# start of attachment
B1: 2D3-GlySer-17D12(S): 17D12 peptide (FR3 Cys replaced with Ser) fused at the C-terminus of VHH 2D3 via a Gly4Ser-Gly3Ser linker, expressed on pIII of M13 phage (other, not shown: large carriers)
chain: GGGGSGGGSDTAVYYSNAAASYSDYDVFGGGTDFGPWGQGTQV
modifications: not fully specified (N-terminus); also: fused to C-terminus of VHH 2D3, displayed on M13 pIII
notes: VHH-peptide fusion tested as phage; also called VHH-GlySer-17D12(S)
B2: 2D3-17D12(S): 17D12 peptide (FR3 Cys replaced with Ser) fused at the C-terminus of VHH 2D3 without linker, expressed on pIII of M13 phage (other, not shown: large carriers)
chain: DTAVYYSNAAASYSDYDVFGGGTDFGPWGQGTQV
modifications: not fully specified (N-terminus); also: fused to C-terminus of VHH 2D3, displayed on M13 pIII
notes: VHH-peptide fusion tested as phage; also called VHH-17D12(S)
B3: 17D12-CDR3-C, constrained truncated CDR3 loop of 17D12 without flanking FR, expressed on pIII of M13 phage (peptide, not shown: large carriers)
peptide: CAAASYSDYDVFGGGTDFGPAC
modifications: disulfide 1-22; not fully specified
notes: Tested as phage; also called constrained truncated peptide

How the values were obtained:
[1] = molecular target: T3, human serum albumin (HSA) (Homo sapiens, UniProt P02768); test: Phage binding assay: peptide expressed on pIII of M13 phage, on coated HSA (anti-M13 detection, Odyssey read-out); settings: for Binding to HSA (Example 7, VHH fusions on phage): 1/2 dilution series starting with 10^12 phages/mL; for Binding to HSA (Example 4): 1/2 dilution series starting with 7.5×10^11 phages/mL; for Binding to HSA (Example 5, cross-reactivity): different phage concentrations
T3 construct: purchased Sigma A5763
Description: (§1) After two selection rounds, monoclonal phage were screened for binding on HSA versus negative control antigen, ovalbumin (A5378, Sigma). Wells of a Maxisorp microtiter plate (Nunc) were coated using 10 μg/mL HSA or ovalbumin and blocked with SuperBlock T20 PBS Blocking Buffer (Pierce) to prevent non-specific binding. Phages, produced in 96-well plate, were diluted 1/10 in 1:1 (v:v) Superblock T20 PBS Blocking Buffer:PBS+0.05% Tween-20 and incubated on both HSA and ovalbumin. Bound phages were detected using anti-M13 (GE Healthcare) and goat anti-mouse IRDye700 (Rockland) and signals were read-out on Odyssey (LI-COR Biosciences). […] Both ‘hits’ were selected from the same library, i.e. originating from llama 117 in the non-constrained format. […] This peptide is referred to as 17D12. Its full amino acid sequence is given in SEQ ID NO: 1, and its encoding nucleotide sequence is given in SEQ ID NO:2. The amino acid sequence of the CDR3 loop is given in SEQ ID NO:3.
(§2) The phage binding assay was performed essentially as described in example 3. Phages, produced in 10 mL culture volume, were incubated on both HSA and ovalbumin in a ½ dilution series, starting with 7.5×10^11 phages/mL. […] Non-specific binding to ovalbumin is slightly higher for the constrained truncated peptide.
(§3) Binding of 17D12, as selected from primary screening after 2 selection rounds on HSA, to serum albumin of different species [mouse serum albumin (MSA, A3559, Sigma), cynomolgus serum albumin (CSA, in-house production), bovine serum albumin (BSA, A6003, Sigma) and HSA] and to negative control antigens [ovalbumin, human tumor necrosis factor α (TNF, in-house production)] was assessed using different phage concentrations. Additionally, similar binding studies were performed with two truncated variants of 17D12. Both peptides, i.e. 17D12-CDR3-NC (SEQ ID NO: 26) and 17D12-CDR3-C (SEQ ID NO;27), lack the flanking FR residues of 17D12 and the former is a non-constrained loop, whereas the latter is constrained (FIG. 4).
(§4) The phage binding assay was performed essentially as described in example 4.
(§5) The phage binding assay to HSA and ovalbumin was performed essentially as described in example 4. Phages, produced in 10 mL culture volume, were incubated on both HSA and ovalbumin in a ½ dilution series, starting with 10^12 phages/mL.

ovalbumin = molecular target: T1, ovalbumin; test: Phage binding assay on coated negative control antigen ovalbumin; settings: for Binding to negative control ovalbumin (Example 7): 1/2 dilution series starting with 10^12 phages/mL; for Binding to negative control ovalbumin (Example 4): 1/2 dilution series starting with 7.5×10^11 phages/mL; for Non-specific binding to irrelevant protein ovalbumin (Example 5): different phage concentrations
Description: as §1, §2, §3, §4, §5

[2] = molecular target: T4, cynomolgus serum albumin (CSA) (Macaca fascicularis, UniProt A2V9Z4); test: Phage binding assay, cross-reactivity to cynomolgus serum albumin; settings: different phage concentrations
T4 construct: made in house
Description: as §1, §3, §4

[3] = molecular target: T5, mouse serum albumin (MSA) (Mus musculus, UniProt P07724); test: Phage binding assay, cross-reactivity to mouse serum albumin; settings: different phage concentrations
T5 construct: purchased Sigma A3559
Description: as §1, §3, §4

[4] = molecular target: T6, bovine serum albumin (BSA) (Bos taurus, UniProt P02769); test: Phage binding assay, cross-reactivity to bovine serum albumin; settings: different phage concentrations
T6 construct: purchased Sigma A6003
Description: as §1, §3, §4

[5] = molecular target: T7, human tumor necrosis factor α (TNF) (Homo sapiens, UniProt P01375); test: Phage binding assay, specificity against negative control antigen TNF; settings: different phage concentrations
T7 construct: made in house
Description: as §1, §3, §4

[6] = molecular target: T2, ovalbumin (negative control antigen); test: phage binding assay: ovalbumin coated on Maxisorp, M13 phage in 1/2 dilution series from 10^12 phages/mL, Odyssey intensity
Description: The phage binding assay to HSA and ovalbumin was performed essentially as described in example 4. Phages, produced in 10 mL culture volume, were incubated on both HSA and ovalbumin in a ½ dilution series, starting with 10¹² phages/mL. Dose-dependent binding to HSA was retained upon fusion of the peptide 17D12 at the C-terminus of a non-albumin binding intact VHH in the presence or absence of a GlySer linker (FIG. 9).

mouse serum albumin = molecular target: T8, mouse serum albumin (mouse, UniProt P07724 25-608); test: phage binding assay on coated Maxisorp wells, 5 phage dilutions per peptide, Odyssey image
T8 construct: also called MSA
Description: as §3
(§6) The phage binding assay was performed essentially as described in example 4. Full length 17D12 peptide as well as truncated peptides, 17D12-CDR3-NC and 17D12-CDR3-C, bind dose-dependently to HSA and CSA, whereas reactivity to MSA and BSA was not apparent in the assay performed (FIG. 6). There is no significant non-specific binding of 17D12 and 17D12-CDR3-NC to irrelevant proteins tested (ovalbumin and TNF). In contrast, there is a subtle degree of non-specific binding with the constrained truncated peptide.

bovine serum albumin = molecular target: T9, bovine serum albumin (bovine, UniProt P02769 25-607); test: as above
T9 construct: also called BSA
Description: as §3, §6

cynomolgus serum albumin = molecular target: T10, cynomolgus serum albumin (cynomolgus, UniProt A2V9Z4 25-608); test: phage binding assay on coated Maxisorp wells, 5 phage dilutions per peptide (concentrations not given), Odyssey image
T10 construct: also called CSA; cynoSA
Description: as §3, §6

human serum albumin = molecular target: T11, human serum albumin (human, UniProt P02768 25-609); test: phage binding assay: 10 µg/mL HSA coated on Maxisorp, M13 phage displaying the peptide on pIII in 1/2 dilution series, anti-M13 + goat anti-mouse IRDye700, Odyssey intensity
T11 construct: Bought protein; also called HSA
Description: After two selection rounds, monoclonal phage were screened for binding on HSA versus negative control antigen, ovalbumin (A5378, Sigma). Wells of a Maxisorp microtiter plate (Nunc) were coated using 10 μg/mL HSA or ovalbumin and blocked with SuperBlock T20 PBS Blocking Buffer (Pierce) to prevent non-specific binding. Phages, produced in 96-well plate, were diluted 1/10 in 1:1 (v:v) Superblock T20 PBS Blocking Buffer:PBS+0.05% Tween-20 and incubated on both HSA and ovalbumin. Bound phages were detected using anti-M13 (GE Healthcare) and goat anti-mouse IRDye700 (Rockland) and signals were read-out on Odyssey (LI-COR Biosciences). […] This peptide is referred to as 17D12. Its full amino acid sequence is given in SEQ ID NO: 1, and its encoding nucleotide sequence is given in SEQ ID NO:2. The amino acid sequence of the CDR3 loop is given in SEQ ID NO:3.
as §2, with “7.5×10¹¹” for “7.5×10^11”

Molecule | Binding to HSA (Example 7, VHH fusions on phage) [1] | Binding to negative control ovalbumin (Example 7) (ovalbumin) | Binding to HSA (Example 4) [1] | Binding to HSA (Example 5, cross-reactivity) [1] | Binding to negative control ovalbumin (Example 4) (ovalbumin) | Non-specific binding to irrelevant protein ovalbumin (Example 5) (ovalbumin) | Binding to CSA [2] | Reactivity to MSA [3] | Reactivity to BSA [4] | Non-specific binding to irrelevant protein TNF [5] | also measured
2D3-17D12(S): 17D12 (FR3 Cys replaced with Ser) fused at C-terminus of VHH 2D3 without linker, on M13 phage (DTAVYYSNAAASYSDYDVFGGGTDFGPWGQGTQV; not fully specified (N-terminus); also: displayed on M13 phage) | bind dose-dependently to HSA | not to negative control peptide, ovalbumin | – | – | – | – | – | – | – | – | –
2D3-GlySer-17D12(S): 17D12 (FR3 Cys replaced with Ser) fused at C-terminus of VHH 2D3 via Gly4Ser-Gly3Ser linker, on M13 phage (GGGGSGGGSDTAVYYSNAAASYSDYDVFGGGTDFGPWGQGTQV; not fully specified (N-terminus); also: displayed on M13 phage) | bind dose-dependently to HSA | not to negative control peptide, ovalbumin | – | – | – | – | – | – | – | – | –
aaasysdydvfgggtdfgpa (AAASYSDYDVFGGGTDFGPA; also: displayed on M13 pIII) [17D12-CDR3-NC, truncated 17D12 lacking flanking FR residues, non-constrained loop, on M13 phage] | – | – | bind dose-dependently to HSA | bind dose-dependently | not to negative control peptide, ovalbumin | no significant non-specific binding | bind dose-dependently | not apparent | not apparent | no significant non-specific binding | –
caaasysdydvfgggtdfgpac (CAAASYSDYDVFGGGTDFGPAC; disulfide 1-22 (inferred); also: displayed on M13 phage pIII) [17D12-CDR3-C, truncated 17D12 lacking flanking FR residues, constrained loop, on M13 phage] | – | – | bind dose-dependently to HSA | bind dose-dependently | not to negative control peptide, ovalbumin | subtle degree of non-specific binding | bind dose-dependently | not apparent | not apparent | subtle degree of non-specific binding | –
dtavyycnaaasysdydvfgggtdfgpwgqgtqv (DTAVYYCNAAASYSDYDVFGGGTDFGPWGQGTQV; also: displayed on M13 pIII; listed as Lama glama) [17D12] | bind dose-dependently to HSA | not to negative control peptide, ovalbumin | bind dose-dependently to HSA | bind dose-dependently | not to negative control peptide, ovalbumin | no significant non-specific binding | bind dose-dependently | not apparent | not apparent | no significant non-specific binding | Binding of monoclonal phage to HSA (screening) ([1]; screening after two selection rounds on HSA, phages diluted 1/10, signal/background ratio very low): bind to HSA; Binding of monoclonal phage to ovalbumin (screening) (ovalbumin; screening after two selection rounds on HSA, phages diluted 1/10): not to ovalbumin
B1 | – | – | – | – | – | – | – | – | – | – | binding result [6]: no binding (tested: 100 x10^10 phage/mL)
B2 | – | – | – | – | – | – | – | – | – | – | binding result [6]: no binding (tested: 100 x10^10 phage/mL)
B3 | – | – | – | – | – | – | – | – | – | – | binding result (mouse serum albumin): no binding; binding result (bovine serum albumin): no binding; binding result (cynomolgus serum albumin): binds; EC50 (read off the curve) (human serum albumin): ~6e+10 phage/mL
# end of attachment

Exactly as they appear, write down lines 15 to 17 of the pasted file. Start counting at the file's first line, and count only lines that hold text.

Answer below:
T3 construct: purchased Sigma A5763
Description: (§1) After two selection rounds, monoclonal phage were screened for binding on HSA versus negative control antigen, ovalbumin (A5378, Sigma). Wells of a Maxisorp microtiter plate (Nunc) were coated using 10 μg/mL HSA or ovalbumin and blocked with SuperBlock T20 PBS Blocking Buffer (Pierce) to prevent non-specific binding. Phages, produced in 96-well plate, were diluted 1/10 in 1:1 (v:v) Superblock T20 PBS Blocking Buffer:PBS+0.05% Tween-20 and incubated on both HSA and ovalbumin. Bound phages were detected using anti-M13 (GE Healthcare) and goat anti-mouse IRDye700 (Rockland) and signals were read-out on Odyssey (LI-COR Biosciences). […] Both ‘hits’ were selected from the same library, i.e. originating from llama 117 in the non-constrained format. […] This peptide is referred to as 17D12. Its full amino acid sequence is given in SEQ ID NO: 1, and its encoding nucleotide sequence is given in SEQ ID NO:2. The amino acid sequence of the CDR3 loop is given in SEQ ID NO:3.
(§2) The phage binding assay was performed essentially as described in example 3. Phages, produced in 10 mL culture volume, were incubated on both HSA and ovalbumin in a ½ dilution series, starting with 7.5×10^11 phages/mL. […] Non-specific binding to ovalbumin is slightly higher for the constrained truncated peptide.